While instructing is very enjoyable and rewarding, sometimes you feel the need to fly somewhere new. I’d been to Le Touquet earlier in the week conducting a Cross Channel checkout for a new club member on what proved to be about the only good weather day for flying. Today’s weather also indicated heavy rain all down the east side of the country, but clear to the north and west. My TB20 co-owner had postponed his flight for that, leaving it free and making it an ideal day to visit Ireland from Gloucester.
My first stop would be Weston Airport in Dublin. This is the capital’s main GA airport, operating since 1913, and sporting an Art Deco terminal building reminiscent of Shoreham – it’s also got a great cafe inside too.
TDLR; Ireland typically requires 24 hours PPR by submitting an Irish GAR form directly to an airport.
Researching the details, the paperwork for immigration, customs and Special Branch seemed a little confusing. From the UK viewpoint, you must normally notify Special Branch 12 hours prior to departure which can be done by submitting a GAR form through SkyDemon, OnlineGAR or the new Border Force portal. I used the first method which resulted in the form being sent with return flight times rather than outbound ones for some strange reason. Logging in directly to OnlineGAR and resubmitting fixed that.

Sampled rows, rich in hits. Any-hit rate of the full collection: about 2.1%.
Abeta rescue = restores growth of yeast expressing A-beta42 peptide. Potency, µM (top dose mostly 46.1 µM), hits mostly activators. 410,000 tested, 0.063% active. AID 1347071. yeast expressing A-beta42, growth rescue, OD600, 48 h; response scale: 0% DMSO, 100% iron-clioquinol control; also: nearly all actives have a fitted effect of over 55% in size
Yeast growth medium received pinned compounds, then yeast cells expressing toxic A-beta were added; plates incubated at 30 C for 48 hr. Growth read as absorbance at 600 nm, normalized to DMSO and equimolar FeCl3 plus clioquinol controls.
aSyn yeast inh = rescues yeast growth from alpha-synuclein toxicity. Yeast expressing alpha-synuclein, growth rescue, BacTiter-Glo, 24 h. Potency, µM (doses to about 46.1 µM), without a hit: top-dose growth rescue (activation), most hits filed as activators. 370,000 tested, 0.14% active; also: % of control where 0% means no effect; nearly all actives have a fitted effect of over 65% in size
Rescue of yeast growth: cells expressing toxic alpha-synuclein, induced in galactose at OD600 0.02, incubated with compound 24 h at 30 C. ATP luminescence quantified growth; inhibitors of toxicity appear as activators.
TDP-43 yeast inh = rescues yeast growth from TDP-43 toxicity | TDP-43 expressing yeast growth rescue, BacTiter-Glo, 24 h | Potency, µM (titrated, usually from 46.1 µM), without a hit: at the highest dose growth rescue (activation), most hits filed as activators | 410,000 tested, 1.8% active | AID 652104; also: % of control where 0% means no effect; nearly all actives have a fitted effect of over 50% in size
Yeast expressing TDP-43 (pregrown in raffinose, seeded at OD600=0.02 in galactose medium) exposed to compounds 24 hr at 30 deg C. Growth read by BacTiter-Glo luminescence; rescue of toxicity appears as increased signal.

The notice periods for arrivals into Ireland seems more complex and confusing. This helpful explanation on the Flyer Forum clarified that the Irish Customs authority can’t directly impose restrictions (as found in Belgium and the Netherlands), but indirectly achieve this through individual agreements with each airfield. No agreement means no permission to accept international flights. The problem is that arrangements vary, but typically state 24 hours notification before arrival, with 48 hours for non-EU crew or passengers. In practice I understand that a phone call might achieve shorter times. My email to Weston with Irish GAR form attached was approved with a reply within a few minutes – you can’t ask for better than that.
I considered whether to fly IFR or VFR. Autorouter came up with an almost direct route, of which the first half was VFR outside controlled airspace. This involved twice the time over water (about 45 minutes) compared to my preferred shorter water crossing route via Anglesey (about 30 minutes). Weston does have an instrument approach (several VOR based ones) which I felt I could request if needed, but the good weather encouraged me simply to file VFR and expect to route low level up the river over the city for a direct arrival. SkyDemon is quick and easy for this task, especially if the aircraft and pilot details are already set.